The Play Training Method
Locate one of your dog's favorite toys
Choose a tennis ball or other light toy that you can easily throw a reasonable distance.
Throw the ball repeatedly to your dog
Encourage your dog to chase and retrieve the toy, thereby slowly building strength and stamina.
Keep initial sessions short
Have your dog chase and retrieve the ball until he is short of breath or panting somewhat heavily. This may take anywhere from five to ten minutes during the first few training sessions.
Allow your dog to recover
When your dog exhibits signs of exhaustion, bring the session to a close and allow him to recover and relax.
Repeat and increase
Give your dog the time to improve his stamina by practicing this training method twice weekly, gradually increasing the number of and time frame for each session. After your dog successfully completes a play-training session for thirty minutes without stopping, you can begin running with him on the trails.
The Beginners Method
Plan out your route
Plan out and scout out your trail running route before you run it with your dog. Look for any rough or dangerous areas that could cause injury and plan ahead for those areas.
Secure your dog's leash and/or harness
Make sure that your dog's leash or harness is secure. It shouldn't be too tight or too loose, and should allow you control over your dog at all times.
Run for ten minutes
Begin running with your dog for ten minutes. Give your dog the chance to adapt to your running pace. Take walk breaks as needed.
Adjust your dog's leash as needed
If your dog is running ahead of you, consider shortening the leash so he learns to run alongside you. If he is running behind, slow your pace down until he builds up enough stamina to keep up with you.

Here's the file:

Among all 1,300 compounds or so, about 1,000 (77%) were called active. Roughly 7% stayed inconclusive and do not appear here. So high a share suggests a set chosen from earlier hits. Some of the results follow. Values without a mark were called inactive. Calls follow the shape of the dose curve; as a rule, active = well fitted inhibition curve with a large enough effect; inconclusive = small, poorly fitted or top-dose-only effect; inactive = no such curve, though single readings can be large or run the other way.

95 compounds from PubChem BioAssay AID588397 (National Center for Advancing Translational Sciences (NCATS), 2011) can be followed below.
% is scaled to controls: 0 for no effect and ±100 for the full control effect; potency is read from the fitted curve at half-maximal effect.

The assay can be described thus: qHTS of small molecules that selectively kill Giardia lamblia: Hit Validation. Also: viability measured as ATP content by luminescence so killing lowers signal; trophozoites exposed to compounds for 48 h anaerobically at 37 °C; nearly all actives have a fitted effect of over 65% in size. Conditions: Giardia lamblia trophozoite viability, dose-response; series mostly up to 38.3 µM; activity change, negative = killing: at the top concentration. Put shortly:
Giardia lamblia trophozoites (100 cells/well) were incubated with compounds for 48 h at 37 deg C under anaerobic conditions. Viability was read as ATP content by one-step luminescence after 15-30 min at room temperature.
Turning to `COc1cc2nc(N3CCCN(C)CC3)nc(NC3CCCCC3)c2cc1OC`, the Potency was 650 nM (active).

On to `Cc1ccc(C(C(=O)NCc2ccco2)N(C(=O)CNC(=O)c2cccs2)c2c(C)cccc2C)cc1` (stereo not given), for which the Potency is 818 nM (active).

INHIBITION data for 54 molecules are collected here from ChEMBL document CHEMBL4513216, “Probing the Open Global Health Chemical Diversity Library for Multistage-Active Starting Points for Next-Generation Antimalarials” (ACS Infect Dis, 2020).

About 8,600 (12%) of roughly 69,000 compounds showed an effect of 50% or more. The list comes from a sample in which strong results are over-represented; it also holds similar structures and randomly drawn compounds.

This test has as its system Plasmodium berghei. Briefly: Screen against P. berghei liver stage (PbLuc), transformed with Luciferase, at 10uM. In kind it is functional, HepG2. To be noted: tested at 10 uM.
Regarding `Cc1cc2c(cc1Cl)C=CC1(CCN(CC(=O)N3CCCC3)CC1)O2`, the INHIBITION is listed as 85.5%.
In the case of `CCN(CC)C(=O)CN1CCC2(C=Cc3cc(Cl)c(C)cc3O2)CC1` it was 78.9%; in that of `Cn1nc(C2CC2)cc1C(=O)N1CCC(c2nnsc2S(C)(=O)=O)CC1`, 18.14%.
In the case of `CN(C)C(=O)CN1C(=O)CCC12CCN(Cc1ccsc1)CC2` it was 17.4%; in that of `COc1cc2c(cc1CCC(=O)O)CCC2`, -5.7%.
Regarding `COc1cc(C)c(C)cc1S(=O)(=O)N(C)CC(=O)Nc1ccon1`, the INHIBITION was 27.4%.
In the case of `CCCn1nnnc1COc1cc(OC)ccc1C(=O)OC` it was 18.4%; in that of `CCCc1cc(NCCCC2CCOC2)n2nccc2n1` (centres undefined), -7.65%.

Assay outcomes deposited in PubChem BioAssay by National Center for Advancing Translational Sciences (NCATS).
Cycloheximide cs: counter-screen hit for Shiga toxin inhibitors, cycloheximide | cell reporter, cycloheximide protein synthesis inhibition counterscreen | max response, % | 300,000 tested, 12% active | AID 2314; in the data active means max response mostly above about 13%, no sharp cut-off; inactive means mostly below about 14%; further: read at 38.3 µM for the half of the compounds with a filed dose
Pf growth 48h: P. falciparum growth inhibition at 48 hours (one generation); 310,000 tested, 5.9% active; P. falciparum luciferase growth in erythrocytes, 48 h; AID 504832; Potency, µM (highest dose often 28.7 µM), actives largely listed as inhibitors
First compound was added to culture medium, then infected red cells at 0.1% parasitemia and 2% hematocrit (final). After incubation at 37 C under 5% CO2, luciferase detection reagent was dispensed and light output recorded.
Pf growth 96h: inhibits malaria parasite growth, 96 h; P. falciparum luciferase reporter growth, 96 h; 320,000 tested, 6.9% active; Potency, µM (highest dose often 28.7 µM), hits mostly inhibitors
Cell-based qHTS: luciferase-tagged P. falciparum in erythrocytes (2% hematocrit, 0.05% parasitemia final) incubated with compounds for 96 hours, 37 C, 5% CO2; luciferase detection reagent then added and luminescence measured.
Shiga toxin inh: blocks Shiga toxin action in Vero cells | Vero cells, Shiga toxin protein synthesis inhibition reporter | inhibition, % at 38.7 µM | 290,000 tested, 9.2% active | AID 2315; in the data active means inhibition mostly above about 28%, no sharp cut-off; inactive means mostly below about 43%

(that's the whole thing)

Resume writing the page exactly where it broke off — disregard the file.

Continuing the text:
Add ten more minutes each week
As your dog progresses, add another ten minutes of running to your training runs per week. Stop when you have progressed to the mileage or time you desire.
The Anti-Distraction Method
Choose a command cue
Pick a phrase such as "Leave it," "Let's go," or "We're running," to redirect your dog's focus back onto you and the run should distractions, like other dogs, people, or wildlife, emerge on the trail.
Have your dog under control on the trail
Make sure that your dog's leash or harness is secured or properly fitted so that you have your dog under complete control should distractions occur.
Stay calm and confident
If you are stressed out about possible encounters with other animals or people while trail running, your dog will pick up on your discomfort and react accordingly. Stay calm and confident in your training and your dog will follow your lead.
Use positive reinforcement
When your dog follows your commands and handles distractions on the trail in stride, be sure to praise him and even give him a small treat.
Be sure to repeat each of these steps every time you trail run with your dog so your time together is both fun and safe.
By Erin Cain
Published: 11/30/2017, edited: 01/08/2021